Lent Reading Challenge: Romans 1

The Challenge for the rest of Lent:

– Read. One chapter in the Bible each day until Easter.  We started with Mark, and now are reading Romans.
– Pray. 10 minutes, twice a day.  No distractions, not multitasking.  Just spend time with God.
– Give. A full tithe (10% of your income) each Sunday through Easter.
Don’t do this religiously, do it relationally.  Scripture says in James 4:8, “Draw near to God, and He will draw near to you.”  Engage this challenge prayerfully and openly, asking God to reveal Himself throughout these coming days.  Be aware and alert to the things God may be showing you.  They may be thoughts that just pop up, experiences that you have, or even just impulses that you may sense.  Also be aware that Satan, the enemy, will seek to throw you off.  Scripture calls us to put on the Full Armor of God, that we can stand against the schemes of the devil.
The book of Romans is a different genre of biblical writing.  Mark is one of four Gospels, books that specifically tell the narrative of the life of Jesus Christ.  Romans, however, is a letter and is more theological in nature.  This means that, rather than introducing you to Jesus the person, it is seeking to explain the mission of Jesus and the impact of His life; what it means to believe in Him.
Romans one of the longest letters that Paul wrote and is, essentially, a summary of the plan of salvation.  It’s structure, which is commonly referred to as “sin, salvation, sanctification” or  “guilt, grace, gratitude,” has become the precedent for many contemporary writings and the general presentation of the Gospel as well.  The book covers the need for a Savior (chapters 1-3), the impact of The Savior (chapters 4-11), and the call of the Savior to a renewed life (chapters 12-16).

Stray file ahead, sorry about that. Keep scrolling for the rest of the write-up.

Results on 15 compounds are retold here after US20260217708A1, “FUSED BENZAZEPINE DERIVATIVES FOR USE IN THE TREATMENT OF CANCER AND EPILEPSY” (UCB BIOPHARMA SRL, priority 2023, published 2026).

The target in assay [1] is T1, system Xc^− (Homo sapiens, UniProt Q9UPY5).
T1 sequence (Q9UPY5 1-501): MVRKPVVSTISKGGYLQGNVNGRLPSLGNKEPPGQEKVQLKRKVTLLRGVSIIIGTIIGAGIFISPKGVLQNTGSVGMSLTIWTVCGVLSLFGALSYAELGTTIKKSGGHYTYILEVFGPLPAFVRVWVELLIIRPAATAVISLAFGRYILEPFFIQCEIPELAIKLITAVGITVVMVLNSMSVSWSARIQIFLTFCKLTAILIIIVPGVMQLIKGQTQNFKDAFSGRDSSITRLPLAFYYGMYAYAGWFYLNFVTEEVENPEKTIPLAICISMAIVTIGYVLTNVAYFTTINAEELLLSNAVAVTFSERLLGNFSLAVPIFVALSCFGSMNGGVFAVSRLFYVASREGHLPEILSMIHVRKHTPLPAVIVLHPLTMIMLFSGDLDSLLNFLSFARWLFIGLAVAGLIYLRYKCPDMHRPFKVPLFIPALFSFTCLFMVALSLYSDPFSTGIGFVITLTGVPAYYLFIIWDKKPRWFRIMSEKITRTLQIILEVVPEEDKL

Read Romans 1

Questions for Reflection:
1. Paul begins his letter by focusing his life, his calling, and his purpose for writing solely on Jesus Christ.  Do we tend to think about Jesus Christ in this way in our lives?  Do our identity and the way that we see ourselves come from God?  How can the way we see ourselves be more in line with how God sees us?
2. There is a reference to multiple “people groups” that Paul is “obligated” to.  Culturally, this would have been very difficult, especially for the Jews who considered non-Jewish people as unclean.  What does this tell us about those to whom we have been called to in our lives?
3. The latter part of Romans 1 has been considered one of the most “brutal” treatments of sin in Scripture.  It is brutal in the sense that he does not mince words, taking the reader down the natural path of depravity.  What are we to make of all this?  How do we take this teaching in and learn from it (especially in a cultural context that resists discussions on sin)?


Pray for yourself, that your eyes would be open to schemes of the devil and that God would break down the sinful strongholds that are present in your life.
Pray for Hopkins Community Church, that we may proclaim boldly the message of the Gospel of Jesus Christ, including its treatment of sin, in a loving, discerning, yet non-judgmental way.
Pray for the Hopkins Community, that the true message of the grace of God would be heard, including our failings and need for a Savior, and that hearts would be opened to it.
Be sure to spend time listening too; prayer is a conversation.  “Be still and know that I am God.”  Psalm 46:10

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